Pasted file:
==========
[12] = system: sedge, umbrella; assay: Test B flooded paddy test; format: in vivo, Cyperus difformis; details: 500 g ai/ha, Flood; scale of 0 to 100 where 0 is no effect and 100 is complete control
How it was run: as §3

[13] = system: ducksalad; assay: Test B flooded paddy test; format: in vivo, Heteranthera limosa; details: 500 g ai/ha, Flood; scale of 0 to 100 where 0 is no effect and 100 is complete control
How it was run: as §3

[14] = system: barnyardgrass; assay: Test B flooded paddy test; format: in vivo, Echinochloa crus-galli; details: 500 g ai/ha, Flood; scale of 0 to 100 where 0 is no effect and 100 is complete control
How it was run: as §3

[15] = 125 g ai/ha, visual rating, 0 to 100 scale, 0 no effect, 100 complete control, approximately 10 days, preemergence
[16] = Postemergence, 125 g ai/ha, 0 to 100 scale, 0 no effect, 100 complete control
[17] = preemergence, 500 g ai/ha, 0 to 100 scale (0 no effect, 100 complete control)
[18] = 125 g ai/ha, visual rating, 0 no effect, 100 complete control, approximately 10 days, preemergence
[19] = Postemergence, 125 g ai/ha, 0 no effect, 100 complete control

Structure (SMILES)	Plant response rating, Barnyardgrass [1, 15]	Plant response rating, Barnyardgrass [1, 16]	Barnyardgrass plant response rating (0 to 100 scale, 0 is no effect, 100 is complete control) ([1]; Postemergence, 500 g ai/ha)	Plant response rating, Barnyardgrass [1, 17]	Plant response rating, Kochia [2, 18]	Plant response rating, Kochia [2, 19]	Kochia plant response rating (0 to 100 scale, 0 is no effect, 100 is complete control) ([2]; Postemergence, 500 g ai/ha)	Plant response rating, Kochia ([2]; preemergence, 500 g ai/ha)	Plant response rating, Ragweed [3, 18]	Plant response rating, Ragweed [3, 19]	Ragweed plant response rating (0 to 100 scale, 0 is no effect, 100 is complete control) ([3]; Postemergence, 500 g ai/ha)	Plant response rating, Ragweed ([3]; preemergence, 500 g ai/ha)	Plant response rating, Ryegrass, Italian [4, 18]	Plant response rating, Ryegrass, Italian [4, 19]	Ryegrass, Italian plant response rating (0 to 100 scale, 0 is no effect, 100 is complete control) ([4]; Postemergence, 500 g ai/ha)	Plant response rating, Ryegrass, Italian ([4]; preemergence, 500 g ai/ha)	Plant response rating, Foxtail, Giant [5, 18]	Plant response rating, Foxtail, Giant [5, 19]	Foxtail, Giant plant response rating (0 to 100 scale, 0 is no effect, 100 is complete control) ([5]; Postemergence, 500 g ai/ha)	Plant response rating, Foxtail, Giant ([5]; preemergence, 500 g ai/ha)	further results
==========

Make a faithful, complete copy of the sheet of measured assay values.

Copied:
[12] = system: sedge, umbrella; assay: Test B flooded paddy test; format: in vivo, Cyperus difformis; details: 500 g ai/ha, Flood; scale of 0 to 100 where 0 is no effect and 100 is complete control
How it was run: as §3

[13] = system: ducksalad; assay: Test B flooded paddy test; format: in vivo, Heteranthera limosa; details: 500 g ai/ha, Flood; scale of 0 to 100 where 0 is no effect and 100 is complete control
How it was run: as §3

[14] = system: barnyardgrass; assay: Test B flooded paddy test; format: in vivo, Echinochloa crus-galli; details: 500 g ai/ha, Flood; scale of 0 to 100 where 0 is no effect and 100 is complete control
How it was run: as §3

[15] = 125 g ai/ha, visual rating, 0 to 100 scale, 0 no effect, 100 complete control, approximately 10 days, preemergence
[16] = Postemergence, 125 g ai/ha, 0 to 100 scale, 0 no effect, 100 complete control
[17] = preemergence, 500 g ai/ha, 0 to 100 scale (0 no effect, 100 complete control)
[18] = 125 g ai/ha, visual rating, 0 no effect, 100 complete control, approximately 10 days, preemergence
[19] = Postemergence, 125 g ai/ha, 0 no effect, 100 complete control

Structure (SMILES)	Plant response rating, Barnyardgrass [1, 15]	Plant response rating, Barnyardgrass [1, 16]	Barnyardgrass plant response rating (0 to 100 scale, 0 is no effect, 100 is complete control) ([1]; Postemergence, 500 g ai/ha)	Plant response rating, Barnyardgrass [1, 17]	Plant response rating, Kochia [2, 18]	Plant response rating, Kochia [2, 19]	Kochia plant response rating (0 to 100 scale, 0 is no effect, 100 is complete control) ([2]; Postemergence, 500 g ai/ha)	Plant response rating, Kochia ([2]; preemergence, 500 g ai/ha)	Plant response rating, Ragweed [3, 18]	Plant response rating, Ragweed [3, 19]	Ragweed plant response rating (0 to 100 scale, 0 is no effect, 100 is complete control) ([3]; Postemergence, 500 g ai/ha)	Plant response rating, Ragweed ([3]; preemergence, 500 g ai/ha)	Plant response rating, Ryegrass, Italian [4, 18]	Plant response rating, Ryegrass, Italian [4, 19]	Ryegrass, Italian plant response rating (0 to 100 scale, 0 is no effect, 100 is complete control) ([4]; Postemergence, 500 g ai/ha)	Plant response rating, Ryegrass, Italian ([4]; preemergence, 500 g ai/ha)	Plant response rating, Foxtail, Giant [5, 18]	Plant response rating, Foxtail, Giant [5, 19]	Foxtail, Giant plant response rating (0 to 100 scale, 0 is no effect, 100 is complete control) ([5]; Postemergence, 500 g ai/ha)	Plant response rating, Foxtail, Giant ([5]; preemergence, 500 g ai/ha)	further results